RedHill BioPharma $RDHL pushed hard to tout the data from a Phase II study for irritable bowel disease, but the stock started to slide this morning as the online gambling crowd started to tease out the meaning of the p=0.05 bottom line that came with the data.
That’s right on the border of victory and defeat in a clinical study, and not all observers were ready to cheer the data alongside Redhill execs.
Investigators tested a 12mg dose of Bekinda (RHB-102) among 126 patients with diarrhea predominant IBD. Using FDA guidance, they used a primary efficacy outcome of stool consistency response.
In the drug arm 54.7% of the patients responded, compared to 35.3% in the placebo group, though the company insisted that the near-20 point difference compared favorably with what researchers saw in late-stage studies of Xifaxan and Viberzi. (We’ll note here that researchers generally hate to compare data from different trials using different patient populations, etc. — unless it backs up their case.)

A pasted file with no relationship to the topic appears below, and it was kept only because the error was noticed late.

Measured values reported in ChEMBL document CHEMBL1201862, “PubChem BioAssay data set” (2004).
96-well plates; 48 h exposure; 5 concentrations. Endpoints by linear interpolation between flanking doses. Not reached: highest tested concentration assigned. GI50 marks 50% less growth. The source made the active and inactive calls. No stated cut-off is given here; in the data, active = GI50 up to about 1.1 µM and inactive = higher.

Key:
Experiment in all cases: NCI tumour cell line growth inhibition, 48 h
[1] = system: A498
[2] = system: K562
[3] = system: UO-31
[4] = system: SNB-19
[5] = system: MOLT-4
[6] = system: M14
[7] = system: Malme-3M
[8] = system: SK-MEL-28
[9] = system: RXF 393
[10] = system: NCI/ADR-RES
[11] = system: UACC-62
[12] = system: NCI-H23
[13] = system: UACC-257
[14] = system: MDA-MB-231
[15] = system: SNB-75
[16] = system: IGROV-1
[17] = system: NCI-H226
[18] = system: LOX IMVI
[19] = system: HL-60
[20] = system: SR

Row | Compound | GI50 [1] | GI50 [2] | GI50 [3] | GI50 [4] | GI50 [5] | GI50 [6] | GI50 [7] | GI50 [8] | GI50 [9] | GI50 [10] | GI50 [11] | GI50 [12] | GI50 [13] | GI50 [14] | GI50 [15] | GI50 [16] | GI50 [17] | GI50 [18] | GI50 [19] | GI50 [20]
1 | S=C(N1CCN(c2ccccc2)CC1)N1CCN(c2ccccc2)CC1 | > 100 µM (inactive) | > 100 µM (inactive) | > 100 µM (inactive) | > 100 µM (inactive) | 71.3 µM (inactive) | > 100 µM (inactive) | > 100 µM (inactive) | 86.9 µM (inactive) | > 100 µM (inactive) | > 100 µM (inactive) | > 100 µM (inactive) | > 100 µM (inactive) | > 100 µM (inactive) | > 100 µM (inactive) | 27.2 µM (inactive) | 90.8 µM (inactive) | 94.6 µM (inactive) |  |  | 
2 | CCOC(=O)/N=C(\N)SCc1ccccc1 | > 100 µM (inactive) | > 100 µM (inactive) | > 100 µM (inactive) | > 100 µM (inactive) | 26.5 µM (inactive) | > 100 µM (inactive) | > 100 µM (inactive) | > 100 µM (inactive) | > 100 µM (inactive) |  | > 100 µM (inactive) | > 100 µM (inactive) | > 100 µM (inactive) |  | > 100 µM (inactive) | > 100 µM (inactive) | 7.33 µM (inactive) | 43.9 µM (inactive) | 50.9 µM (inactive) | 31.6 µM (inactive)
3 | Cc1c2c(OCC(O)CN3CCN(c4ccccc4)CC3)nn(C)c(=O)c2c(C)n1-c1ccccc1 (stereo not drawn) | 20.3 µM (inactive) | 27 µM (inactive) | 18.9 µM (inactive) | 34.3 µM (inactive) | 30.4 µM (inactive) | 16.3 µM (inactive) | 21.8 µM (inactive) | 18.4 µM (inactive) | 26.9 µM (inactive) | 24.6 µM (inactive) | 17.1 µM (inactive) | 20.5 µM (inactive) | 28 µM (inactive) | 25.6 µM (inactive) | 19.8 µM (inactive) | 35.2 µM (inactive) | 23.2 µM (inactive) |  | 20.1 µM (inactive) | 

The data also looked fairly unimpressive to the skeptics in Twitter, though, which did nothing for its share price, which dropped about 8% in early trading.
“If both the safety and efficacy results are reproduced in the planned pivotal studies, possibly powered to win on pain as well, Bekinda 12 mg has the potential, if approved, to become an important new therapy and standard-of-care for IBS-D,” noted advisory board member June Almenoff.
The best place to read Endpoints News? In your inbox.
Comprehensive daily news report for those who discover, develop, and market drugs. Join 30,500+ biopharma pros who read Endpoints News by email every day.Free Subscription